CHICAGO (WLS) -- Forty years after the drug boom of "Miami Vice," cocaine is making a comeback in the Chicago area. Now the drug of choice, it is vexing law enforcement and crushing the loved ones of drug users who may not know what they are taking until it's too late.
Statistics and stories from families and front line experts reveal the troubling surge in cocaine across the Chicago area. Especially since the pandemic, local demand and cartel production is now reported at record levels.
And it's deadlier than ever, as most cocaine is now laced with the powerful opioid fentanyl.
Patty Stovall knows the devastation all too well. It took her 33-year-old daughter Sarah's life.
"The grief of losing a child is horrifying," she said, "I don't want to say it wasn't a surprise, like it was. It was a shock, of course."
She said despite wrestling for years with addiction, her daughter didn't have a death wish. But 18 months ago she was poisoned by cocaine she didn't know contained a large amount of fentanyl.
"She was just giving and loving from the soul," said Stovall, "We fought for her life, you know."
The United Nations on Drugs and Crime recently released the first-ever Global Report on Cocaine, noting that the global supply has reached record levels and now many regions are showing a steady rise in cocaine users.
"The UN Office on Drugs and Crime notes that cocaine trafficking is also diversifying with new hubs, routes, groups and modalities," said Stephane Dujarric, spokesperson for the Secretary-General, United Nations.
Just last week, nine men were arrested by the Chicago FBI agents after a major six year undercover investigation. Authorities said they found dozens of guns hidden in cars, some automatic, which were ready to wage a gang war, and stockpiles of fentanyl-laced cocaine.
Will County Coroner Laurie Summers is fed up with the needless deaths from fentanyl and now fentanyl-laced cocaine.
"They're buying the cocaine thinking it's safe, and it's not. And even if cocaine is part of the cause of death the majority of the time there's fentanyl. There's other drugs mixed in there," she said.
Public health data released by Will County on social media shows that in 2022 the county recorded 64 cocaine-related deaths. So far in 2023, there are at least 11.
"It's a mess. Do I have ideas? Heck yeah. Am I opinionated? Heck yeah. But we need to do better. We need to do better. And we need to get to the bottom of why it is all getting worse. And the majority of it is because there are underlying mental health issues which we are not dealing with," said Summers.
At the DuPage County morgue there were more than 150 overdose deaths in 2022, and the bodies examined there revealed an increase in non-opioid drugs, especially cocaine.
In many cases, complicated toxicology reports show a deadly cocktail of substances, making it difficult to pinpoint which drug is responsible for the death. Dr. Richard Jorgensen, who has been the DuPage County coroner for nearly a decade, has been stunned with the rise of cocaine cases now showing up in his county.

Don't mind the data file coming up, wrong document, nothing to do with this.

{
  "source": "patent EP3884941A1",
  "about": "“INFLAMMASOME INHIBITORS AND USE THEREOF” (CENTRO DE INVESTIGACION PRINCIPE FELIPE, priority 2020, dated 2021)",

"Very commonly cocaine, which had not disappeared but become a very minor drug in Chicagoland, and now we find it in a full third of toxicology reports we see," he said.
In Cook County, an I-Team data analysis revealed a steady increase in cocaine as the primary cause of death since 2015. So far in 2023, more than 160 people have been lost to cocaine-related deaths, and last year nearly 80% of cocaine-related deaths also involved fentanyl.
On Chicago's West Side, near one of the current overdose hotspots, members of the West Side Heroin/Opioid Task Force joined other outreach groups in the community to offer drug treatment, support, care packages with opioid overdose antidote naloxone, and warnings about the deadly drug mixtures on the street.
Luther Syas, the task force's director of outreach, explained the group is in the process of changing its name because there is so much less heroin on the streets these days.
"A lot more fentanyl but we're beginning to see...a cocaine mix. It's a compound so yes people will tell you I do heroin/cocaine," he said.
Syas said there's a growing need for more health professionals trained to engage with people struggling with drug addiction, including more onsite mental health services.
In Lake County, Indiana, so far in 2023 there have been 24 cocaine associated deaths, already considered a high number by the coroner's office, which reported a dramatic increase in cocaine/fentanyl-related deaths in recent years.
Stovall's mission is to support the Indiana's efforts to bring vending machines that dispense free naloxone to communities. The effort is supported by Gov. Eric Holcomb and the machines are purchased by Overdose Lifeline, an Indiana nonprofit that used federal grant funds for the devices. Each machine holds up to 300 naloxone kits dispensed free of charge. There are now 19 machines throughout the state, including in Stovall's hometown of Griffith.
Stovall also started the nonprofit Sounds of Sarah in her daughter's memory, and heads up the We Fight Together Overdose & Drug Poisoning Awareness Walk Run on Saturday, May 13 from 11 a.m. to 3:30 p.m. in Highland, Ind.
"I just want to be sure that people know that they're not alone. The grief of this is really tough. I want to make sure we are educating people," she said.
Each day about 300 people die from drug poisonings; as Stovall put it, like a plane crashing every day.